Your Views for August 25


How to save football

In light of University of Hawaii Athletic Director Ben Jay’s hint at cutting the football program, here are the top 10 ways to save UH football.

10. Lift all restrictions on buying beer at Aloha Stadium.

9. Sell half-price beer after the game.

8. Have a cheerleader or Rainbow Dancer drive you home (your home, not her home) if you’re too drunk.

7. Rehire June Jones.

6. Threaten to rehire Fred Von Appen.

5. Pro bono coaches. (Tomey, Wagner and Miano are still around)

4. Schedule only “body bag” games (rich, powerful opponents “pay” you to lose big time).

3. Start wahine football (the wahine programs are doing just great).

2. Get the politics out of UH. Then, you can hire properly and fire somebody without having to pay them. Maybe even find who was responsible for “Wonder Blunder.”

1. Bite the bullet and realize that most school athletic programs lose money, anyway.

Leighton Loo

Honolulu

A beautiful park

Liliuokalani Park is one of the special spots on our planet. It is so beautiful. Even as gorgeous as heaven above.

(Recently), I met a Japanese visitor. He was taking a picture of an ironwood pine.

I asked him, “Do you know that tree?”

In exquisite English: “No,” he said, “Please tell me.”

“Australian Ironwood.”

At the end of our conversation, he said, “I travel all over the world, and I never feel the powerful vitality and quiet joy of this place. It makes my heart humble.”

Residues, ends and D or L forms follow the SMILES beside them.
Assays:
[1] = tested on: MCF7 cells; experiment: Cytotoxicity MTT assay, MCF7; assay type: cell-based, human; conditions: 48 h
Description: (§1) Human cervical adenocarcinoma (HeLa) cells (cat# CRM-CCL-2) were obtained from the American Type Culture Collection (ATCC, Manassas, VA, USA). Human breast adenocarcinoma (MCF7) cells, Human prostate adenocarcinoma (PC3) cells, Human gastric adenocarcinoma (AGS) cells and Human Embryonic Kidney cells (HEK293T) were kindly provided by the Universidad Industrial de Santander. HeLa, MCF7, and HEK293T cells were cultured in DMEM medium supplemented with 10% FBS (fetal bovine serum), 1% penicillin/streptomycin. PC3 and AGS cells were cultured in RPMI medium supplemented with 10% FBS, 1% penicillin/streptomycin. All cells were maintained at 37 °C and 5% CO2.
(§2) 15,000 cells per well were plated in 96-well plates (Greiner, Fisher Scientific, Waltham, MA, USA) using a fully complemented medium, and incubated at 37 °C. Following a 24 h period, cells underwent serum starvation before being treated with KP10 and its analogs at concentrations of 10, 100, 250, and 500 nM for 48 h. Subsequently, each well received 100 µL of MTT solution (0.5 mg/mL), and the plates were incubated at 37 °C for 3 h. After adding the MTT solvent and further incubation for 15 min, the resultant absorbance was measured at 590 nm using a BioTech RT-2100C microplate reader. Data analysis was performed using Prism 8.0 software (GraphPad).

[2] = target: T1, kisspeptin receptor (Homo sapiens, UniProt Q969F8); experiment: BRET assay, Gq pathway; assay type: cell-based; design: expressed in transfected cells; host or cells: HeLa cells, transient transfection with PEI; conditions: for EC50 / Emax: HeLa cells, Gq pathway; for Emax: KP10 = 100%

And this is the purpose of my letter to the editor.

I want to publicly thank Liliuokalani Park’s caregivers. It is because of them our park is such a special place on our planet. They can accomplish the care they give Liliuokalani Park only because they put their mana and love into Liliuokalani’s care.

Mahalo. Mahalo. Mahalo.

Jose Basque

Hilo

Police priorities

(Two weeks ago), as I drove from home to Hilo, I saw a policeman parked on the side of the road near Wainaku lookout, doing traffic speed checks. It occurred to me that there had been numerous reports of looting in the Puna area, and that more police presence, as in very frequent patrols through neighborhoods, would have helped to discourage and/or prevent these illegal acts.

HELCO brought in additional personnel from the other islands, and even contractual workers from the mainland. Yet, police from another district could not be temporarily reassigned to Puna to provide a greater presence and security for the already impacted residents?

It seems to me this represents a very serious flaw in priorities and judgment on the part of whoever is in charge of the daily assignments of police duties.

Albert Nakaji

Papaikou

 

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